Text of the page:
Your Latest Denver Utility Bill: The Xact Opposite of Xcelling

Recognize this couple? They're on some of your Xcel bills, although we think this depicts a more realistic reaction to the most recent version that for almost everyone was double what it had been.
Recognize this couple? They're on some of your Xcel bills, although we think this depicts a more realistic reaction to the most recent version that for almost everyone was double what it had been. Getty Images/Westword Photo Illustration
In 2021, winter storm Uri swept through the country, causing Xcel Energy to spend over $500 million more than normal on natural gas. In June, the Public Utilities Commission decided the company could recuperate those costs from customers' bills for up to thirty months despite findings of failures on the company’s part during the time period of the storm.

In a move akin to your mom removing a single sprinkle from your ice cream sundae after you talked back, the PUC “penalized” Xcel for those failures by reducing the amount it could recover from $509 million to $500 million.

As winter storm Elliott sweeps through the country, plunging temperatures to record lows, it’s worth asking: Will customers have to foot the bill for errors made during this storm, too? It's also worth mentioning that Xcel has been sending out notices of more increases to come in "the next couple of days," coinciding with the urgent need for higher heat during the current Arctic blast. Inexplicably, the notices also contain "key ways to save" on your bill, some of which are in direct contradiction to the advice given to save your pipes from freezing and bursting, such as setting the thermostat to "58 degrees when you're away" (plumbers recommend setting it at 65 or higher to ensure that you don't return to a flooded home).

A survey of Westword employees found that most people’s bills had nearly doubled from their previous billing period to this one. Some of that cost is the result of extra energy usage given colder temperatures, but the rest is made up of cost adjustments represented by seemingly random letters and abbreviations on Xcel bills that feel impossible to decipher at times.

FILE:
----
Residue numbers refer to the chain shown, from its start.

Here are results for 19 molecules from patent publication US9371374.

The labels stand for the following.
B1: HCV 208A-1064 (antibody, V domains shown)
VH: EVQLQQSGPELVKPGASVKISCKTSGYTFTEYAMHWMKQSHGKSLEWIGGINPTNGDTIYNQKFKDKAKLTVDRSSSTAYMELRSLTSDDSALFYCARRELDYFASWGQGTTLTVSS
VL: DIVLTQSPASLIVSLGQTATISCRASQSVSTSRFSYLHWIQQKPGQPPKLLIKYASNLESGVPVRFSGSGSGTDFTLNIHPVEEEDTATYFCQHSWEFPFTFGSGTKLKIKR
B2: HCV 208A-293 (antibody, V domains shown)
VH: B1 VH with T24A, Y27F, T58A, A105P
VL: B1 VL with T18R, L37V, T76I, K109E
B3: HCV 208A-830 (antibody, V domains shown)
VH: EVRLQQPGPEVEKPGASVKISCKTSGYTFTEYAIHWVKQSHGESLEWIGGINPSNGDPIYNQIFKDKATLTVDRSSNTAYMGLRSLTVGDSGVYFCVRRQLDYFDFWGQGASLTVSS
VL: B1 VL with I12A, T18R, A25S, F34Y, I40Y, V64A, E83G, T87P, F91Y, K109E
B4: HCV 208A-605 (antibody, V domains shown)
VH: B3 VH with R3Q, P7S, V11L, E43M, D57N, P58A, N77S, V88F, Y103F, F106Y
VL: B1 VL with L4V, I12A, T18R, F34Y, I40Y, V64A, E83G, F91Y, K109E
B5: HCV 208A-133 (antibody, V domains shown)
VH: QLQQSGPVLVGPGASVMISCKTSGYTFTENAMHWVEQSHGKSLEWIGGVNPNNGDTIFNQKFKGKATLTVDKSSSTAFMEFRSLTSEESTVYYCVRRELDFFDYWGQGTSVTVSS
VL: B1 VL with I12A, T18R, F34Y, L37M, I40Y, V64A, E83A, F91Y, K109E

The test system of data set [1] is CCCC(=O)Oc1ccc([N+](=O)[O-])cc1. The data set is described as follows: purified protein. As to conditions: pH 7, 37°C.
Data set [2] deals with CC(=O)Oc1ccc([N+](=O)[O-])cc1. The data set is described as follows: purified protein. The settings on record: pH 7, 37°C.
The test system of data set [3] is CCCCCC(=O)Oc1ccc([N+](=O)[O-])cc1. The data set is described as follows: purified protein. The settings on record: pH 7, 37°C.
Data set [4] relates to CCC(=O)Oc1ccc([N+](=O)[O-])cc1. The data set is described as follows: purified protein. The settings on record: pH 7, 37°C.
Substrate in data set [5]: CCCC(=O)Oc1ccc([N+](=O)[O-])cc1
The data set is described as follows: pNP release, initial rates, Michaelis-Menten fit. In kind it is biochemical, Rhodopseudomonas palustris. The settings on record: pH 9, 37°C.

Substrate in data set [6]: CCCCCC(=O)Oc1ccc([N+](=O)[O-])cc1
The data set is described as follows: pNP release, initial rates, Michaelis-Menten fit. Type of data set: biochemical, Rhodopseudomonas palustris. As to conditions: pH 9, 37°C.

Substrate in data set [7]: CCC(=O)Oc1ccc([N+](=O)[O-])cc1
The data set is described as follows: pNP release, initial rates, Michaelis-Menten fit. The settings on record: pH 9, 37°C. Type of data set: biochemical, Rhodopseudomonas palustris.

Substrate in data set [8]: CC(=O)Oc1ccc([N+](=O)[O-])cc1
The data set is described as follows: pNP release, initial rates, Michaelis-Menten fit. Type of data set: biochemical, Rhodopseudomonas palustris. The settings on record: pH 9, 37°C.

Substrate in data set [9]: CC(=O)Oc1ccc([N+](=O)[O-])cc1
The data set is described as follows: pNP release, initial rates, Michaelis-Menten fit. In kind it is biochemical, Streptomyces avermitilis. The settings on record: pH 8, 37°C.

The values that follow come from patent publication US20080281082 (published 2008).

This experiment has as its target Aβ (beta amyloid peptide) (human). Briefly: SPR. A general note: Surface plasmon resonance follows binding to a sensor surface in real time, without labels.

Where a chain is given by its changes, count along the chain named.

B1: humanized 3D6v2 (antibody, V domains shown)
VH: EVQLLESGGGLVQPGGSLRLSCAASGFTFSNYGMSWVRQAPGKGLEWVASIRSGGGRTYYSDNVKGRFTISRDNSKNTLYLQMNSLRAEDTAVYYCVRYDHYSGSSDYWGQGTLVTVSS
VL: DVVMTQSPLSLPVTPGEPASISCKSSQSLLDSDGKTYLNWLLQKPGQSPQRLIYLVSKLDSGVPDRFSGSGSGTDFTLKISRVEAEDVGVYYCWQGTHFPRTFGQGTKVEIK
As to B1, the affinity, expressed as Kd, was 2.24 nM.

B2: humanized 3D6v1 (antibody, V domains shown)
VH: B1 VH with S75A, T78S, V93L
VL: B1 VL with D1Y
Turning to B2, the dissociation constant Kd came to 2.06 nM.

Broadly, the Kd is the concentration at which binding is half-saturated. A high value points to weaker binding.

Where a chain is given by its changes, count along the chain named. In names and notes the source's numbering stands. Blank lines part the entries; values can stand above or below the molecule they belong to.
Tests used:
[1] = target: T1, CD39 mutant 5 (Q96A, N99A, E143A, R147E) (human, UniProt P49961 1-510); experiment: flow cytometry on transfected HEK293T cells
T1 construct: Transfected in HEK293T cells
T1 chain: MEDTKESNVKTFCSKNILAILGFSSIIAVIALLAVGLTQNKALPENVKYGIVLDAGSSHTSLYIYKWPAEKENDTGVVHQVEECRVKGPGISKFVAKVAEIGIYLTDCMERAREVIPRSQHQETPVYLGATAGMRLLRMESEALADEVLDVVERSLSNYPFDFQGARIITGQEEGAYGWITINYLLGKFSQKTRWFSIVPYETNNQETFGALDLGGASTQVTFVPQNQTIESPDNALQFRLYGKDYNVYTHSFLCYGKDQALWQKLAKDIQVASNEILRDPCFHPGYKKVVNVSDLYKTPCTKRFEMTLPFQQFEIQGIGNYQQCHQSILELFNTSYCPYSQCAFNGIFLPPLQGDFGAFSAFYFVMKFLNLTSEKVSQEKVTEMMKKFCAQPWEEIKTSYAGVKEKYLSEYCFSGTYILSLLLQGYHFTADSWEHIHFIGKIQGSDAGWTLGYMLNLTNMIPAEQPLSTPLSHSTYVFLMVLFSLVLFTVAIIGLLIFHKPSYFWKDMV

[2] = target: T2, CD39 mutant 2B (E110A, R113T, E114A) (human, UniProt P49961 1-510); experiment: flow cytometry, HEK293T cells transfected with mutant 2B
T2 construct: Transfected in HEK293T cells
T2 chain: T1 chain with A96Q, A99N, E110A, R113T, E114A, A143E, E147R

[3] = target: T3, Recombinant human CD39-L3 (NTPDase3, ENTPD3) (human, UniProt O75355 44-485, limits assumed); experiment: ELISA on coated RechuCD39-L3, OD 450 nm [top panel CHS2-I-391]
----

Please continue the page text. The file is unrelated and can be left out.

We reached out to Xcel to ask the company to explain what each charge represents but (surprise!) didn’t hear back, so here’s what we could figure out on our own about what each line item means on the most recent bill that probably made your eyeballs fall out:

Electric Service & Facility charges are at the top. This will normally cost $5.60.

If you’ve switched over to Time of Use rates, these three categories will be at the top:

RETOU Mid Pk/Shoulder
RETOU Off-Peak

Time of Use rates base electricity prices on when customers use energy, with higher prices at times when people use more energy and lower prices when they use less. Colorado's system is divided into three rates. Off-Peak hours, before 1 p.m. and after 7 p.m. each day, cost users 6.4 cents per kilowatt hour. Mid-Peak hours, between 1 and 3 p.m., cost 8.6 cents per kilowatt hour in the winter and 11.8 cents per kilowatt hour in the summer. On-Peak hours, between 3 and 7 p.m., cost 10.9 cents per kilowatt hour in the winter and 17.2 cents per kilowatt hour in the summer.

Weekends and holidays count as Off-Peak times; winter rates run from October through May, and summer rates from June through September. Xcel is in the process of switching every customer to a smart meter and Time of Use rates by 2025.

The company said customers could save money with this system. How’s that working out for you?
Meanwhile, those who haven’t switched over will see a winter season rate of $0.071360.

Everyone has these other charges, abbreviated as they appear on your bill:

GRSA E is the General Rate Schedule Adjustment, Electricity. It’s an adjustment to the base rate. Right now, it’s adding costs to everyone’s bill.

EGCRR stands for Extraordinary Gas Cost Recovery Rider. It’s truly extraordinary that we’re stuck paying for winter storm costs, but what choice do we have?

Trans Cost Adj translates to Transmission Cost Adjustment. It covers changes in the cost of power delivery in addition to the service and facility charge you’re already paying.

Elec Commodity Adj (some bills say ECA instead) accounts for the cost to the company of purchasing energy and fuel used to generate electricity. It’s adjusted quarterly to represent the actual commodity costs of such fuel, which is not generating Xcel any income. It will next be adjusted in January.